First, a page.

Part of the appeal of a career in industrial design is that the field is so broad, a talented designer can work on a huge range of items, as with Raymond Loewy or the Vignellis. But it's also neat to see designers who have focused on one particular area, and how they can still demonstrate a healthy range of variety within those constraints. One of the more interesting such careers we've seen lately is that of Eiji Mitooka, the Japanese industrial designer who founded Don Design Associates. DDA's focus: Designing passenger trains.
Mitooka's designs for Japan's JR Kyushu train company range from the 787 and 883 series, which have an almost Teutonic or Scandinavian look to them:
In contrast, his 885 and 800 Shinkansen (bullet trains) are pure space-age:
Most interestingly, in the past few years they've branched out into what we can only call pleasure trains, short two-car units that cruise around providing sightseeing tours and serving charter groups. Mitooka's design for the Umisachi-Yamasachi line goes heavy on the wood, both inside and out:
His holiday-going A-train design, meanwhile, splashes out a bit more on the luxe touches. The exterior is done up in classy black lacquer, and the inside sports a full bar:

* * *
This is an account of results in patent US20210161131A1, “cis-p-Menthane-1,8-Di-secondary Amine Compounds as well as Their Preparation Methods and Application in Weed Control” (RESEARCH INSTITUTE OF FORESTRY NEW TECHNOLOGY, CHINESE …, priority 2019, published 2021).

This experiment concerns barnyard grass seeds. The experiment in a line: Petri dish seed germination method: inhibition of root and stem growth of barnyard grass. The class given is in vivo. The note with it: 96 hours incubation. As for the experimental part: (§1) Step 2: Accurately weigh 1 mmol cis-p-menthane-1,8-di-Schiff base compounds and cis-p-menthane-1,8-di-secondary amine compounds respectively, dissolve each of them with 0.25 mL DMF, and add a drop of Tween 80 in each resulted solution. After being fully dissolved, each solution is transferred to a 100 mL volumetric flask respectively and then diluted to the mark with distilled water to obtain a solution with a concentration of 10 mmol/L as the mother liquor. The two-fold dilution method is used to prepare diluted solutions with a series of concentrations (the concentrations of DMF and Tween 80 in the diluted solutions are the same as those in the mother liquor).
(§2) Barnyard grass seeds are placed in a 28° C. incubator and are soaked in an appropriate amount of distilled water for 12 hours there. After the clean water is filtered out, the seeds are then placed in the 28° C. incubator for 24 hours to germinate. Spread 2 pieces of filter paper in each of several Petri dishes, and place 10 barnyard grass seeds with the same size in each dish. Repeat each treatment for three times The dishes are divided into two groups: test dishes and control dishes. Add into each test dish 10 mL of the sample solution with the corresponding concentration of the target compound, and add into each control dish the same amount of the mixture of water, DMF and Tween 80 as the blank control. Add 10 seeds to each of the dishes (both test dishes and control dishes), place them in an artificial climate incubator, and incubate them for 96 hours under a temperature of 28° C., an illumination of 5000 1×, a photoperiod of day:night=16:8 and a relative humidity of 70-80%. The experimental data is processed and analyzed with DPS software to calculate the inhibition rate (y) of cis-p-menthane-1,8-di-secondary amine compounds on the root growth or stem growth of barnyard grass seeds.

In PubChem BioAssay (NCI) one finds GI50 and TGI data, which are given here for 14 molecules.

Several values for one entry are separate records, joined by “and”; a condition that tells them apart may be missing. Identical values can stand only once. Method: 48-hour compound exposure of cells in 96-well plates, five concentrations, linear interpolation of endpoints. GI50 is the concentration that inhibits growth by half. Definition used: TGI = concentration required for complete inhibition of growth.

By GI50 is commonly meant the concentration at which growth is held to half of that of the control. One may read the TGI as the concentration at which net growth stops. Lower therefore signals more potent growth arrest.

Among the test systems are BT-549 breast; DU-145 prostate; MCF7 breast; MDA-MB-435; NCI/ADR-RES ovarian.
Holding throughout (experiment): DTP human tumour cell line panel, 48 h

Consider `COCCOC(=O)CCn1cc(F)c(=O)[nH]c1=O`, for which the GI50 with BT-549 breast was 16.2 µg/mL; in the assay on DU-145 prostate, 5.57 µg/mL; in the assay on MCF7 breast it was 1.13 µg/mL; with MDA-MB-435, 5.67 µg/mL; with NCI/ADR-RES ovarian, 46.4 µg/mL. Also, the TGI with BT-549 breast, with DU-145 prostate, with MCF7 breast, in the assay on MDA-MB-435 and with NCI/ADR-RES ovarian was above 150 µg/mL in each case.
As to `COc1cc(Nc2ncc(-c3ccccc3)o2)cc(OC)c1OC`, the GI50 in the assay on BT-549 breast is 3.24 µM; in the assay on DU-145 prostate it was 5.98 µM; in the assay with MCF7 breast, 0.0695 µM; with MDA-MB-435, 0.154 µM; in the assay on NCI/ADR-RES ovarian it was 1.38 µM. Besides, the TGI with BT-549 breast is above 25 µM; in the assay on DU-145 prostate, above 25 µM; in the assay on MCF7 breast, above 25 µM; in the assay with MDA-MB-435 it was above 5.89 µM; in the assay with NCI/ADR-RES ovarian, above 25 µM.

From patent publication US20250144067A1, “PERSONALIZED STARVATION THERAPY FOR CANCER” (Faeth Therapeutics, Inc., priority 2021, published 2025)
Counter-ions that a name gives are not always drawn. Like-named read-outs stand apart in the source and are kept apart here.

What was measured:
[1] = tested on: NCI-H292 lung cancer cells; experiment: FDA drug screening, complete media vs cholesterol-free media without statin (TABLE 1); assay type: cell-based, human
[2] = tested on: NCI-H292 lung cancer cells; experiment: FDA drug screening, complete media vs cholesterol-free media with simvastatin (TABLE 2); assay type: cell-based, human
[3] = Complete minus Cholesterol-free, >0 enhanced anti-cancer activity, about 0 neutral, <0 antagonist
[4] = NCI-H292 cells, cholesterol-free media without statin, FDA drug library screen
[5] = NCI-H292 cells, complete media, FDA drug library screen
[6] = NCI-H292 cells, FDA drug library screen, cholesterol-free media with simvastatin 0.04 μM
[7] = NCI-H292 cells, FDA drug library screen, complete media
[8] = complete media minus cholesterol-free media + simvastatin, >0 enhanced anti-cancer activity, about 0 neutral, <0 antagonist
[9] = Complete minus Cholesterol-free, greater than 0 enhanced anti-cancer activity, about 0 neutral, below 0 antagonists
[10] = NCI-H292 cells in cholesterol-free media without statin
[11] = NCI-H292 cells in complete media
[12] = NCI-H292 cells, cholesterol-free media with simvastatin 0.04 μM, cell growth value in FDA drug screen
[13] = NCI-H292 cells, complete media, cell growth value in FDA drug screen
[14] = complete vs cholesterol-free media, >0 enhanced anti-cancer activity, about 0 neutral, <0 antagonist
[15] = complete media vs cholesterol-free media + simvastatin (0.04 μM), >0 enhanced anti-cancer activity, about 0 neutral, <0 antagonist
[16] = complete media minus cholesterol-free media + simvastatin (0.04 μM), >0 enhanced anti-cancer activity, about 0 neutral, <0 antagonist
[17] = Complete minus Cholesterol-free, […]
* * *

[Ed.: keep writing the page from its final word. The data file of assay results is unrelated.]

The Ibusuki no Tamatebako is one of Mitooka's more interesting exteriors, combining retro style with a split-personality paint job. Designed to view the coast, the seaward side of the train is white, while the landward side is black.
The stark exterior, however, belies an almost bizarrely colorful interior:
Perhaps his most unusual design is the Seven Stars deluxe sleeper train, a seven-coach touring car that goes into service next month, taking passengers on a four-day land cruise around the seven prefectures of Kyushu. An image of the locomotive unit was leaked while it was still being masked off, primered and painted...
...but a recent Japanese press event revealed the considerably more elegant finished product: